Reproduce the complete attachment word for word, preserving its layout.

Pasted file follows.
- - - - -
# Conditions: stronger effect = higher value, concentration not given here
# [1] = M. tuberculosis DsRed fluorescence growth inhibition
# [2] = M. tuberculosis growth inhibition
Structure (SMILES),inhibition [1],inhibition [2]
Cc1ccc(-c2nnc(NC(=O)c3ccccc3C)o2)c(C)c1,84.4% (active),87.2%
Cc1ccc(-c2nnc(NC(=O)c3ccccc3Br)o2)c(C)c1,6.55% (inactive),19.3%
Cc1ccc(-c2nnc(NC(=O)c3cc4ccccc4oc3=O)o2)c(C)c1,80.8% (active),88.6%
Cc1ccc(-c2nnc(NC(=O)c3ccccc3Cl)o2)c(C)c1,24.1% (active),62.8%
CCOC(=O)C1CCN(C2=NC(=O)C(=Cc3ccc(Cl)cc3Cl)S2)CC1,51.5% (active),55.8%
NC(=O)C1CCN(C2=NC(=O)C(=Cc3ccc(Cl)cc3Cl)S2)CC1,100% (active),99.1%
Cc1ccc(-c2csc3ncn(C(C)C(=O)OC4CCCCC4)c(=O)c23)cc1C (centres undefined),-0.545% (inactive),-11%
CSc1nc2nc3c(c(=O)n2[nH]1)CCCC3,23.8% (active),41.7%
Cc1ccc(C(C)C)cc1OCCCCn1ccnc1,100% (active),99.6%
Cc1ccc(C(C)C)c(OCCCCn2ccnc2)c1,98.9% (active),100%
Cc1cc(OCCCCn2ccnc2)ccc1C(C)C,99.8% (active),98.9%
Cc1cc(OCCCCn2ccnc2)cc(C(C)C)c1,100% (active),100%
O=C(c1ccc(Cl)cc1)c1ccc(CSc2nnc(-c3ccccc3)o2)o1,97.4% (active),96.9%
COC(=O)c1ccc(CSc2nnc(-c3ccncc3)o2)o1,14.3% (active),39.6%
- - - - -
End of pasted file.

# Conditions: stronger effect = higher value, concentration not given here
# [1] = M. tuberculosis DsRed fluorescence growth inhibition
# [2] = M. tuberculosis growth inhibition
Structure (SMILES),inhibition [1],inhibition [2]
Cc1ccc(-c2nnc(NC(=O)c3ccccc3C)o2)c(C)c1,84.4% (active),87.2%
Cc1ccc(-c2nnc(NC(=O)c3ccccc3Br)o2)c(C)c1,6.55% (inactive),19.3%
Cc1ccc(-c2nnc(NC(=O)c3cc4ccccc4oc3=O)o2)c(C)c1,80.8% (active),88.6%
Cc1ccc(-c2nnc(NC(=O)c3ccccc3Cl)o2)c(C)c1,24.1% (active),62.8%
CCOC(=O)C1CCN(C2=NC(=O)C(=Cc3ccc(Cl)cc3Cl)S2)CC1,51.5% (active),55.8%
NC(=O)C1CCN(C2=NC(=O)C(=Cc3ccc(Cl)cc3Cl)S2)CC1,100% (active),99.1%
Cc1ccc(-c2csc3ncn(C(C)C(=O)OC4CCCCC4)c(=O)c23)cc1C (centres undefined),-0.545% (inactive),-11%
CSc1nc2nc3c(c(=O)n2[nH]1)CCCC3,23.8% (active),41.7%
Cc1ccc(C(C)C)cc1OCCCCn1ccnc1,100% (active),99.6%
Cc1ccc(C(C)C)c(OCCCCn2ccnc2)c1,98.9% (active),100%
Cc1cc(OCCCCn2ccnc2)ccc1C(C)C,99.8% (active),98.9%
Cc1cc(OCCCCn2ccnc2)cc(C(C)C)c1,100% (active),100%
O=C(c1ccc(Cl)cc1)c1ccc(CSc2nnc(-c3ccccc3)o2)o1,97.4% (active),96.9%
COC(=O)c1ccc(CSc2nnc(-c3ccncc3)o2)o1,14.3% (active),39.6%